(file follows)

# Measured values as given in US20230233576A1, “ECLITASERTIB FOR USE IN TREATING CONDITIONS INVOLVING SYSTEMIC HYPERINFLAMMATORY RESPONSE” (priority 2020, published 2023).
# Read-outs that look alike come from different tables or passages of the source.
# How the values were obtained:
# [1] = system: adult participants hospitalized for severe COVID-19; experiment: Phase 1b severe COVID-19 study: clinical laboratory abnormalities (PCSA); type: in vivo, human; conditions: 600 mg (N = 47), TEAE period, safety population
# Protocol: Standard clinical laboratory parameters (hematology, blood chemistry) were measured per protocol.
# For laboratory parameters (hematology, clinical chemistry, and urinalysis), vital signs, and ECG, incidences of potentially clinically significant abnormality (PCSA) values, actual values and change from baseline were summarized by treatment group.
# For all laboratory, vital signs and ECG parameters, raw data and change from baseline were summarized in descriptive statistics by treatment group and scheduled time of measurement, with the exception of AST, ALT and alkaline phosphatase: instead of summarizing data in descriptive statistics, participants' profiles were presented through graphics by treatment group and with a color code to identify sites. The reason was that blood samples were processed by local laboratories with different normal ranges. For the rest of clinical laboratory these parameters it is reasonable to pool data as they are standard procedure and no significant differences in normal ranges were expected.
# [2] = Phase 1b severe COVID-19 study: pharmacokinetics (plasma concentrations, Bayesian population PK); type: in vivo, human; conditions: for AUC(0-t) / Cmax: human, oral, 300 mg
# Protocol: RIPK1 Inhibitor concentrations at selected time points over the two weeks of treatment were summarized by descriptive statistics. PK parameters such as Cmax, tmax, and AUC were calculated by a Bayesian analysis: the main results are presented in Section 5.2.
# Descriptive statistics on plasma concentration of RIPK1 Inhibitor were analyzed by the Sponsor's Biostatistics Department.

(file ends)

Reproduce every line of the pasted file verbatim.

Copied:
# Measured values as given in US20230233576A1, “ECLITASERTIB FOR USE IN TREATING CONDITIONS INVOLVING SYSTEMIC HYPERINFLAMMATORY RESPONSE” (priority 2020, published 2023).
# Read-outs that look alike come from different tables or passages of the source.
# How the values were obtained:
# [1] = system: adult participants hospitalized for severe COVID-19; experiment: Phase 1b severe COVID-19 study: clinical laboratory abnormalities (PCSA); type: in vivo, human; conditions: 600 mg (N = 47), TEAE period, safety population
# Protocol: Standard clinical laboratory parameters (hematology, blood chemistry) were measured per protocol.
# For laboratory parameters (hematology, clinical chemistry, and urinalysis), vital signs, and ECG, incidences of potentially clinically significant abnormality (PCSA) values, actual values and change from baseline were summarized by treatment group.
# For all laboratory, vital signs and ECG parameters, raw data and change from baseline were summarized in descriptive statistics by treatment group and scheduled time of measurement, with the exception of AST, ALT and alkaline phosphatase: instead of summarizing data in descriptive statistics, participants' profiles were presented through graphics by treatment group and with a color code to identify sites. The reason was that blood samples were processed by local laboratories with different normal ranges. For the rest of clinical laboratory these parameters it is reasonable to pool data as they are standard procedure and no significant differences in normal ranges were expected.
# [2] = Phase 1b severe COVID-19 study: pharmacokinetics (plasma concentrations, Bayesian population PK); type: in vivo, human; conditions: for AUC(0-t) / Cmax: human, oral, 300 mg
# Protocol: RIPK1 Inhibitor concentrations at selected time points over the two weeks of treatment were summarized by descriptive statistics. PK parameters such as Cmax, tmax, and AUC were calculated by a Bayesian analysis: the main results are presented in Section 5.2.
# Descriptive statistics on plasma concentration of RIPK1 Inhibitor were analyzed by the Sponsor's Biostatistics Department.